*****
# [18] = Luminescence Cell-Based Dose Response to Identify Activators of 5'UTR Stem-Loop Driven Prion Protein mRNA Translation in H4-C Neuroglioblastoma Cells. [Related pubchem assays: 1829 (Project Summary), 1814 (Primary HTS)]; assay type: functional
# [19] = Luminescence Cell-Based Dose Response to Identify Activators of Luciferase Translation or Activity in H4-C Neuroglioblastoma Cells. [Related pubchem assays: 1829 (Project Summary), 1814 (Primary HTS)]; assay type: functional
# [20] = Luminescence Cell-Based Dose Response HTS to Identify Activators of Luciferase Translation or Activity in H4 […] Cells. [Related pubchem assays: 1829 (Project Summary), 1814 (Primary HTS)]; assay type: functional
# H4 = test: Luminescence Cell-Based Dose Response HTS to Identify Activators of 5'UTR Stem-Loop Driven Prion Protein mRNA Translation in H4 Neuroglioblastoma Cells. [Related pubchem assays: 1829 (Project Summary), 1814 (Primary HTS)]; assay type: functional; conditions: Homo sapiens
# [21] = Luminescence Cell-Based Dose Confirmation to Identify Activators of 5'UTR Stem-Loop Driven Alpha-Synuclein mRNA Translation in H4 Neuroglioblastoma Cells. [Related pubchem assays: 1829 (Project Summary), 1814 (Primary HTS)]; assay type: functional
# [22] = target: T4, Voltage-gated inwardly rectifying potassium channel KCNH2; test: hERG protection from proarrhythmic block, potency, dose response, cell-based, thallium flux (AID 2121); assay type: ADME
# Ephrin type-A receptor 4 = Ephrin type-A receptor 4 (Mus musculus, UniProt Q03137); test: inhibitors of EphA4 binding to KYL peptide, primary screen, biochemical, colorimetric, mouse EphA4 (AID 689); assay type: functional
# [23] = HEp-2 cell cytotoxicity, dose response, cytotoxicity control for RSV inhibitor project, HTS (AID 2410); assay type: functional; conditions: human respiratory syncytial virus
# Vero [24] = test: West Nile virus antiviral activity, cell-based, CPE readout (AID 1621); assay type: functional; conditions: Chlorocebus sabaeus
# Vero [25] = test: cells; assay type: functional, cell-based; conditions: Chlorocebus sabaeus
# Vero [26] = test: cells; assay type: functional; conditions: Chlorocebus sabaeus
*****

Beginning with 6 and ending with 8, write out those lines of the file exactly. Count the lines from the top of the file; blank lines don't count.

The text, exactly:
# [22] = target: T4, Voltage-gated inwardly rectifying potassium channel KCNH2; test: hERG protection from proarrhythmic block, potency, dose response, cell-based, thallium flux (AID 2121); assay type: ADME
# Ephrin type-A receptor 4 = Ephrin type-A receptor 4 (Mus musculus, UniProt Q03137); test: inhibitors of EphA4 binding to KYL peptide, primary screen, biochemical, colorimetric, mouse EphA4 (AID 689); assay type: functional
# [23] = HEp-2 cell cytotoxicity, dose response, cytotoxicity control for RSV inhibitor project, HTS (AID 2410); assay type: functional; conditions: human respiratory syncytial virus